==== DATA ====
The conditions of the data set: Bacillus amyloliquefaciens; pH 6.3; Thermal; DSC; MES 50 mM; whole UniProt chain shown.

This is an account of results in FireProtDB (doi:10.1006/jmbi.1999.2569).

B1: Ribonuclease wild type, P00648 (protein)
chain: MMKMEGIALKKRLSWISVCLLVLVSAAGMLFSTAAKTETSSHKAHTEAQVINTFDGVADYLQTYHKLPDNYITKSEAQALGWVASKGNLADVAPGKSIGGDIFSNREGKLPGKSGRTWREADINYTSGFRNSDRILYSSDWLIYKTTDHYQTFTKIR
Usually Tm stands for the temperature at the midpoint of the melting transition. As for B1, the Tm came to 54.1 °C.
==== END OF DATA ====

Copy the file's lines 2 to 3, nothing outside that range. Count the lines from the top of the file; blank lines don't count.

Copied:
This is an account of results in FireProtDB (doi:10.1006/jmbi.1999.2569).

B1: Ribonuclease wild type, P00648 (protein)